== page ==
This is a site for discussing roleplaying games. Have fun doing so, but there is one major rule: do not discuss political issues that aren't directly and uniquely related to the subject of the thread and about gaming. While this site is dedicated to free speech, the following will not be tolerated: devolving a thread into unrelated political discussion, sockpuppeting (using multiple and/or bogus accounts), disrupting topics without contributing to them, and posting images that could get someone fired in the workplace (an external link is OK, but clearly mark it as Not Safe For Work, or NSFW). If you receive a warning, please take it seriously and either move on to another topic or steer the discussion back to its original RPG-related theme.
NOTICE: Some online security services are reporting that information for a limited number of users from this site is for sale on the "dark web." As of right now, there is no direct evidence of this, but change your password just to be safe.

Show Posts

This section allows you to view all posts made by this member. Note that you can only see posts made in areas you currently have access to.

Messages - Pebbles and Marbles

Pages: 1 2 3 [4]
Pen and Paper Roleplaying Games (RPGs) Discussion / Songs and Games
« on: October 04, 2006, 04:36:45 AM »
I've never borrowed anything from a song in the way of plot, or even a character.  However, I have often borrowed bits of imagery and stuck them in games.  In an old Planescape game, I borrowed some of the imagery from "The Carpet Crawlers" by Genesis, if anyone's familiar with that.  And from Brian Eno's "The Fat Lady of Limbourgh" for the same campaign.

More obliquely, I've made casual reference to things in the "Gamehendge" song cycle by Phish in a few games, though I don't think anyone noticed.

Quote from: RPGPundit
Those people would be wrong, or talking about something other than RPGs.

I don't see how either of those things would have to be true.

Hypothetical Gaming Group A gets together.  HGGA's GM decides that the game is going to be about a war between two neighboring city-states.  The players are spies from one city-state, going to infiltrate the other one, to find out secrets, assassinate key figures; &c.

To accomplish this aim, HGGA's GM decides to use D&D.  Take your pick which edition.

What's being done here are two things: 1) everyone's decided to play a game wherein they try and accomplish those ends with their character's abilities and probably something of their own ingenuity and creativity; 2) everyone's decided to help create the story of whether or not they're successful, and to what extent if so.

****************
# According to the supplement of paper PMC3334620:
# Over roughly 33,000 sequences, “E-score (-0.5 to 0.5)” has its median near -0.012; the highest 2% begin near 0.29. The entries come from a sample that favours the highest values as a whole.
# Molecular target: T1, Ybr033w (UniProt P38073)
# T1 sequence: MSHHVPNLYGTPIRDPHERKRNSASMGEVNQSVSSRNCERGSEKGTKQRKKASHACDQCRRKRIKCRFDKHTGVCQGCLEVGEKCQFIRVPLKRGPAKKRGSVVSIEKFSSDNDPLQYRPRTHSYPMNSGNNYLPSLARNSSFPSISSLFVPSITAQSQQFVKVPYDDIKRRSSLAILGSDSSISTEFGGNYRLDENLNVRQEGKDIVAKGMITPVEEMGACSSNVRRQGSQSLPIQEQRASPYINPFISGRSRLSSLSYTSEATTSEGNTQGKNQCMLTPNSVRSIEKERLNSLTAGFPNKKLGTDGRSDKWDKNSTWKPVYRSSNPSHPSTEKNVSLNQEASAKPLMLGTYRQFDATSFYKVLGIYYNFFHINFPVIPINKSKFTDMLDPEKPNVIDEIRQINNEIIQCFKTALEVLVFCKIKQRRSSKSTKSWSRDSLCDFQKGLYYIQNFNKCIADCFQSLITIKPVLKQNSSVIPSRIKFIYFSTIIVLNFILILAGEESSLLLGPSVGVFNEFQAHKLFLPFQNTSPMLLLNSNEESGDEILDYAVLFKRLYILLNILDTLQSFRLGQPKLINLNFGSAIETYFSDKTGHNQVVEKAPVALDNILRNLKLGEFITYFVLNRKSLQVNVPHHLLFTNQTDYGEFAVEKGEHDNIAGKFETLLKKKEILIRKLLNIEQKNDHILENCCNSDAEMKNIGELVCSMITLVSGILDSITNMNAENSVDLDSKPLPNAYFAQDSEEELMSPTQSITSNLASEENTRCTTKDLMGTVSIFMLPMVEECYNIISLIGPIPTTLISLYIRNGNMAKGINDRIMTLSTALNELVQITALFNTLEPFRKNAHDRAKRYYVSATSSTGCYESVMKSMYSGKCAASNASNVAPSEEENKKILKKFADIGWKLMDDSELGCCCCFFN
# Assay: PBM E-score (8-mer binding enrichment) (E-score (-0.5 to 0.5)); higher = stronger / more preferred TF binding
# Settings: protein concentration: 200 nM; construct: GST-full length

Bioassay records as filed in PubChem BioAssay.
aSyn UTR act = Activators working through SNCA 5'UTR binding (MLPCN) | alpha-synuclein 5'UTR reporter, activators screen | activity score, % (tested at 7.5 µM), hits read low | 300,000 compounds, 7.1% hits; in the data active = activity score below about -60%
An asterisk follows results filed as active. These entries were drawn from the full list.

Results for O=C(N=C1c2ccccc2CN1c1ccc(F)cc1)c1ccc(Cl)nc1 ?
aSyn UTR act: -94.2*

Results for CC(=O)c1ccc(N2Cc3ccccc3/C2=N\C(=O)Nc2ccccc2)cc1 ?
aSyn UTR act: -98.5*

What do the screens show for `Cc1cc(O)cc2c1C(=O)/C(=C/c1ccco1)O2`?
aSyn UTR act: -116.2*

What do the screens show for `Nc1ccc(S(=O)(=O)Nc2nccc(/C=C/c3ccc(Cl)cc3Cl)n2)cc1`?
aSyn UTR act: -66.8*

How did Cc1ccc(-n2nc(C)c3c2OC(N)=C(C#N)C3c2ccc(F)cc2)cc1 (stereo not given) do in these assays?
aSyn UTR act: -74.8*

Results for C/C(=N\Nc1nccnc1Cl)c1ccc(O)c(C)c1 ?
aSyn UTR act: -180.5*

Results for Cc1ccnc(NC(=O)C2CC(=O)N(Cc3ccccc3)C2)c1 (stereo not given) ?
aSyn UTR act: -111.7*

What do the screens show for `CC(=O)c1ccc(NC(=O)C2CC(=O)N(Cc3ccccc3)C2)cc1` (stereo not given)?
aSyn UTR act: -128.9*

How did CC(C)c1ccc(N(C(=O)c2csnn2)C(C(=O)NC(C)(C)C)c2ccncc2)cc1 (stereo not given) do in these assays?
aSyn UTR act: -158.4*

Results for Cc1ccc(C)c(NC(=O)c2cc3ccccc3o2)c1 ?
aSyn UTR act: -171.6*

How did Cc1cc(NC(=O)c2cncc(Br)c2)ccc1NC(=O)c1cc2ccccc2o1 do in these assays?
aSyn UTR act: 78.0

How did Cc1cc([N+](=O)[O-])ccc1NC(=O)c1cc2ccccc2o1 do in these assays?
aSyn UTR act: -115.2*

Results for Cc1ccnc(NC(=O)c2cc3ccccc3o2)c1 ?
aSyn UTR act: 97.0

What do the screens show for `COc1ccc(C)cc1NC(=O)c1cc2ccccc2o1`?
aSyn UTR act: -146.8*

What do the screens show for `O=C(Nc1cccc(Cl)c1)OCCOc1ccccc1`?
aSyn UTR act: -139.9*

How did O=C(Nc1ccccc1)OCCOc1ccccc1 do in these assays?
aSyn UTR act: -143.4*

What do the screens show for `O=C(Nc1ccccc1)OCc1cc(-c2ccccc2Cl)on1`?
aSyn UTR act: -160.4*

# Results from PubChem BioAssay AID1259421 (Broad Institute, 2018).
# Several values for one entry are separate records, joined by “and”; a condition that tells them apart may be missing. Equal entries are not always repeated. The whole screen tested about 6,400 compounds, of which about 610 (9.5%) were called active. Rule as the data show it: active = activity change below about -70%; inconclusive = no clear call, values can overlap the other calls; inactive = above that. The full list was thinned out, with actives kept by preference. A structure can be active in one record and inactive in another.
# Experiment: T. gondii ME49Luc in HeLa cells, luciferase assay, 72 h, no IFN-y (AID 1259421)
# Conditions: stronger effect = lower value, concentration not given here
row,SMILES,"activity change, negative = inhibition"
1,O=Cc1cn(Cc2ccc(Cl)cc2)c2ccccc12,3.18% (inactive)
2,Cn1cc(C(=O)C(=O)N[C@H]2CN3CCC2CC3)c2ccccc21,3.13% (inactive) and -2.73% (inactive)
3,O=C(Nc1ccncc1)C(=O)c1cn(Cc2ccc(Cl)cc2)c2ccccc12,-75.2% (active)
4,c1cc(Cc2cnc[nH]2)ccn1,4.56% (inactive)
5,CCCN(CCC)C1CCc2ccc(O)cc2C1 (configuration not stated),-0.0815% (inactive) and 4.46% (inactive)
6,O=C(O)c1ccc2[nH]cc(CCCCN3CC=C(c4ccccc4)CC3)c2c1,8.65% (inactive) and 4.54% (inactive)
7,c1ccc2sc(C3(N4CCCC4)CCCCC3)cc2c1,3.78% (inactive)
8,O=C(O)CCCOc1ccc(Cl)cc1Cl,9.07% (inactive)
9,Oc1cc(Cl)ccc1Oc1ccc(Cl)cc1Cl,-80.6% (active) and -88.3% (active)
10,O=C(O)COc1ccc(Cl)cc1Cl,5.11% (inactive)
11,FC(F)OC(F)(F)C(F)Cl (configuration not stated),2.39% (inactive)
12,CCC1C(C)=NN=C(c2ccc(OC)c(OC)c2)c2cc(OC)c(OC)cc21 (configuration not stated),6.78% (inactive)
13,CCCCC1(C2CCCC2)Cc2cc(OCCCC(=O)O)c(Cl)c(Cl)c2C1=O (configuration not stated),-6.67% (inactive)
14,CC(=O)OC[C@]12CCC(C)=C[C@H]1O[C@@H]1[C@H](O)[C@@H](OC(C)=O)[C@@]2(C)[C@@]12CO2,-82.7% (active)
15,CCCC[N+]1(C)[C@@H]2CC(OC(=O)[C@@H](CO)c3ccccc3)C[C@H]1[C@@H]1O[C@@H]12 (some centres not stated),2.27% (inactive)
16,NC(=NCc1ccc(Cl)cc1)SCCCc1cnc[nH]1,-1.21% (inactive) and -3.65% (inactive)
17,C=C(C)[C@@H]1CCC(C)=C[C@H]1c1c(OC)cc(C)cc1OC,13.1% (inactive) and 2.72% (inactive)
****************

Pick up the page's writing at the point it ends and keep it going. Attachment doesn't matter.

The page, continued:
The game, both in terms of the setting and the use of D&D, is a means to accomplish both of those aims.  

It honestly seems to me that you cannot seperate those two aims, either.  Even if you replace the propose scenario with "Go into yonder dungeon, whack beasts and scary things, and take the money and run." it's still the same thing.

How in the world would you be able to run either of those scenarios without "story" being an aspect of play?

Quote from: Elliot Wilen
Where's Sett's thread?

In the meantime, though, you guys are just showing your story-bias. If you play baseball, or backgammon, or Advanced Squad Leader, you aren't making up a story, even though a story is produced, and even though the game functions and maintains interest through the narrative continuity. In other words, "bases loaded in the bottom of the ninth, two outs, home team behind by one run" has narrative significance even though nobody in the game is doing anything that could be construed as "making up a story". RPGs can be just the same (and in fact were, overwhelmingly, in the early days of the hobby).

The thing is, when I play baseball, I'm not "pretending" to be a baseball player.  I'm actively playing baseball.  I'm not assuming a role, at least not as far as that term is meant within our (gaming) context.  Yeah, I might be playing right field, but I'm not imaging myself as a right fielder.

Likewise with board games.  I don't pretend to be the bishop in chess.  

I definately agree that there's a narrative created in games other than RPGs, but I think the very act of taking on a role in a RPG makes the experience intrinsically different that a comparison to the likes of baseball or backgammon isn't particularly meaningful.

I don't think I have a "story" bias.  I'm certainly not an active participant in the so-called "story games" end of our hobby.  My gaming is remarkably conservative, or would be viewed as such by someone whose tastes do run towards that end of the spectrum.  However, I still don't see how it would be possibly to run a RPG and not have "story" as an element of play.  Said "story" might not be particularly detailed, it might lack all hint of subtext*, but it's still present in some way, is it not?